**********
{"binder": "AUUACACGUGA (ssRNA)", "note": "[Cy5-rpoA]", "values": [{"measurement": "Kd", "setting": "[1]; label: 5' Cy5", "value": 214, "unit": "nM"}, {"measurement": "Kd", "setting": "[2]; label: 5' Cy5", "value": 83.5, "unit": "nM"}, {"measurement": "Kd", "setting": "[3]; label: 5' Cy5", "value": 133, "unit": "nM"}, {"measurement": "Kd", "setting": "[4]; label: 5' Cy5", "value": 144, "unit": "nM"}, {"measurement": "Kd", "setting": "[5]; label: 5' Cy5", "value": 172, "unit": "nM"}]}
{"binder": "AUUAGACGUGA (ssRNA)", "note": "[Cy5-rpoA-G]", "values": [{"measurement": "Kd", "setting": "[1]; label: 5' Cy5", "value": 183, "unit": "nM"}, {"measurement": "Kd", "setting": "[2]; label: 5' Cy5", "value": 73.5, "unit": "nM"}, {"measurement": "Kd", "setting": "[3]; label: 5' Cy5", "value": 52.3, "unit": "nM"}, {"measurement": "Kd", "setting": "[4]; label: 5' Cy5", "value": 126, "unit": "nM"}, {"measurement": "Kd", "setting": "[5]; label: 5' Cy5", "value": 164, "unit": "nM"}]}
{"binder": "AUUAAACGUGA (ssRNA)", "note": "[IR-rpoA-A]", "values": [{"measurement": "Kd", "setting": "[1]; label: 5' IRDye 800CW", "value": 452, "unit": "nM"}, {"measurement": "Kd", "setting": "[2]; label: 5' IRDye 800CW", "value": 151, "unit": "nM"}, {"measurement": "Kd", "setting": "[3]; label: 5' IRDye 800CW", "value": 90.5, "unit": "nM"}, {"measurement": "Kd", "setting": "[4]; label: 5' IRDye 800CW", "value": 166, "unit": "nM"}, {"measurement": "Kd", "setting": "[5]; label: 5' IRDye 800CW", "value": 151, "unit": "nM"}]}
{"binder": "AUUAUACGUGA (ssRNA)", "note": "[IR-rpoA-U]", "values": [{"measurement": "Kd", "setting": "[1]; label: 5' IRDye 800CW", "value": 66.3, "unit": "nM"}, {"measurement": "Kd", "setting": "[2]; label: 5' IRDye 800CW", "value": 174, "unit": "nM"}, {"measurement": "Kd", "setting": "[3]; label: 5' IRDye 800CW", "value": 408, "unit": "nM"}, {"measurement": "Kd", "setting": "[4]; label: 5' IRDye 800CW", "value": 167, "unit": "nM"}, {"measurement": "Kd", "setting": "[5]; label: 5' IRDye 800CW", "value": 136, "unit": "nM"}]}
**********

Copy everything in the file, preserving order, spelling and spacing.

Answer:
{"binder": "AUUACACGUGA (ssRNA)", "note": "[Cy5-rpoA]", "values": [{"measurement": "Kd", "setting": "[1]; label: 5' Cy5", "value": 214, "unit": "nM"}, {"measurement": "Kd", "setting": "[2]; label: 5' Cy5", "value": 83.5, "unit": "nM"}, {"measurement": "Kd", "setting": "[3]; label: 5' Cy5", "value": 133, "unit": "nM"}, {"measurement": "Kd", "setting": "[4]; label: 5' Cy5", "value": 144, "unit": "nM"}, {"measurement": "Kd", "setting": "[5]; label: 5' Cy5", "value": 172, "unit": "nM"}]}
{"binder": "AUUAGACGUGA (ssRNA)", "note": "[Cy5-rpoA-G]", "values": [{"measurement": "Kd", "setting": "[1]; label: 5' Cy5", "value": 183, "unit": "nM"}, {"measurement": "Kd", "setting": "[2]; label: 5' Cy5", "value": 73.5, "unit": "nM"}, {"measurement": "Kd", "setting": "[3]; label: 5' Cy5", "value": 52.3, "unit": "nM"}, {"measurement": "Kd", "setting": "[4]; label: 5' Cy5", "value": 126, "unit": "nM"}, {"measurement": "Kd", "setting": "[5]; label: 5' Cy5", "value": 164, "unit": "nM"}]}
{"binder": "AUUAAACGUGA (ssRNA)", "note": "[IR-rpoA-A]", "values": [{"measurement": "Kd", "setting": "[1]; label: 5' IRDye 800CW", "value": 452, "unit": "nM"}, {"measurement": "Kd", "setting": "[2]; label: 5' IRDye 800CW", "value": 151, "unit": "nM"}, {"measurement": "Kd", "setting": "[3]; label: 5' IRDye 800CW", "value": 90.5, "unit": "nM"}, {"measurement": "Kd", "setting": "[4]; label: 5' IRDye 800CW", "value": 166, "unit": "nM"}, {"measurement": "Kd", "setting": "[5]; label: 5' IRDye 800CW", "value": 151, "unit": "nM"}]}
{"binder": "AUUAUACGUGA (ssRNA)", "note": "[IR-rpoA-U]", "values": [{"measurement": "Kd", "setting": "[1]; label: 5' IRDye 800CW", "value": 66.3, "unit": "nM"}, {"measurement": "Kd", "setting": "[2]; label: 5' IRDye 800CW", "value": 174, "unit": "nM"}, {"measurement": "Kd", "setting": "[3]; label: 5' IRDye 800CW", "value": 408, "unit": "nM"}, {"measurement": "Kd", "setting": "[4]; label: 5' IRDye 800CW", "value": 167, "unit": "nM"}, {"measurement": "Kd", "setting": "[5]; label: 5' IRDye 800CW", "value": 136, "unit": "nM"}]}